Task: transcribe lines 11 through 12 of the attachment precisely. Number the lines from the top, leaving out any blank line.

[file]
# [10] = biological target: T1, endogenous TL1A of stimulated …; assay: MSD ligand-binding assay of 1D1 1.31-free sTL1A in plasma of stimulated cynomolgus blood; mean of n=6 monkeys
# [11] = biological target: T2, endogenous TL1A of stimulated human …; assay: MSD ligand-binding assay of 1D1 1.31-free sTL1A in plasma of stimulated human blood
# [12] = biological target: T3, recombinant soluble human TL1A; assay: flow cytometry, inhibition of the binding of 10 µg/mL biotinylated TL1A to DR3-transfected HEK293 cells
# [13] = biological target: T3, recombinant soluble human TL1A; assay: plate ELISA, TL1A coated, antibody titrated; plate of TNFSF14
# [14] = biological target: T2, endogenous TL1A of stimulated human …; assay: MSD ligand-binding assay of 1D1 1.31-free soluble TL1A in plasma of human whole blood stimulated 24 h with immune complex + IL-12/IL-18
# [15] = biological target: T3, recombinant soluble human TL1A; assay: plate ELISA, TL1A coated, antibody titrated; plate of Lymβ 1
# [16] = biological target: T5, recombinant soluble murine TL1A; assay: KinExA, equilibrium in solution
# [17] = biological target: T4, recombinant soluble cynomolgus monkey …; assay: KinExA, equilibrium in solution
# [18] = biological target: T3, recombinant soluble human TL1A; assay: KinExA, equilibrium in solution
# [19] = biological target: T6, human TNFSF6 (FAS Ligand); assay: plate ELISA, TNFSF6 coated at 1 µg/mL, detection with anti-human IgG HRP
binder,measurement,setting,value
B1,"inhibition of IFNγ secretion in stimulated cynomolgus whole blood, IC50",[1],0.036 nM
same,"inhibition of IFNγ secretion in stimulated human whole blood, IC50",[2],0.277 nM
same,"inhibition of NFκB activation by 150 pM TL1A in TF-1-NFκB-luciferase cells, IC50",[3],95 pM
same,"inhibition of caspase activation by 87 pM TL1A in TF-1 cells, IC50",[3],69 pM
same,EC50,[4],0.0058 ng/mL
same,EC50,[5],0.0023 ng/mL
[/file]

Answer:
binder,measurement,setting,value
B1,"inhibition of IFNγ secretion in stimulated cynomolgus whole blood, IC50",[1],0.036 nM